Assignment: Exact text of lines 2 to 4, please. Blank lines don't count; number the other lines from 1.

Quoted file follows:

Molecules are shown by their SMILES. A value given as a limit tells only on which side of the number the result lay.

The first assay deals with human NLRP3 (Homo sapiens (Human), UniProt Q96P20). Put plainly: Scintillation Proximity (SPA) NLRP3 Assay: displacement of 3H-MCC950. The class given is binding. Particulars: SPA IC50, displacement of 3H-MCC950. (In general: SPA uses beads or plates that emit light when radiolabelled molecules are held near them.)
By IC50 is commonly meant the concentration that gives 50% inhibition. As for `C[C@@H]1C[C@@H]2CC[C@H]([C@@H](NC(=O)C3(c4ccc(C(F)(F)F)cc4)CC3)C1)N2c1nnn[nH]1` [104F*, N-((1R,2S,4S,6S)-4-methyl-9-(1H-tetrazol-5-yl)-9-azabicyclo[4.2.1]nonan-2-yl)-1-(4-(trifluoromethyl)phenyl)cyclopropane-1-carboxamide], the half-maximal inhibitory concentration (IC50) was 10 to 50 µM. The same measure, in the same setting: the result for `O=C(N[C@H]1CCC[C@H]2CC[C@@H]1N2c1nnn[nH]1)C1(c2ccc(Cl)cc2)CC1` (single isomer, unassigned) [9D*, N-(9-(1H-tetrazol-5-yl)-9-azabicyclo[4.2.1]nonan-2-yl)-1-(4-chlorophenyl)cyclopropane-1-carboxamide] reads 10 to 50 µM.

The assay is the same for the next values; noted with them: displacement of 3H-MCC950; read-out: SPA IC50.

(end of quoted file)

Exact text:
The first assay deals with human NLRP3 (Homo sapiens (Human), UniProt Q96P20). Put plainly: Scintillation Proximity (SPA) NLRP3 Assay: displacement of 3H-MCC950. The class given is binding. Particulars: SPA IC50, displacement of 3H-MCC950. (In general: SPA uses beads or plates that emit light when radiolabelled molecules are held near them.)
By IC50 is commonly meant the concentration that gives 50% inhibition. As for `C[C@@H]1C[C@@H]2CC[C@H]([C@@H](NC(=O)C3(c4ccc(C(F)(F)F)cc4)CC3)C1)N2c1nnn[nH]1` [104F*, N-((1R,2S,4S,6S)-4-methyl-9-(1H-tetrazol-5-yl)-9-azabicyclo[4.2.1]nonan-2-yl)-1-(4-(trifluoromethyl)phenyl)cyclopropane-1-carboxamide], the half-maximal inhibitory concentration (IC50) was 10 to 50 µM. The same measure, in the same setting: the result for `O=C(N[C@H]1CCC[C@H]2CC[C@@H]1N2c1nnn[nH]1)C1(c2ccc(Cl)cc2)CC1` (single isomer, unassigned) [9D*, N-(9-(1H-tetrazol-5-yl)-9-azabicyclo[4.2.1]nonan-2-yl)-1-(4-chlorophenyl)cyclopropane-1-carboxamide] reads 10 to 50 µM.

The assay is the same for the next values; noted with them: displacement of 3H-MCC950; read-out: SPA IC50.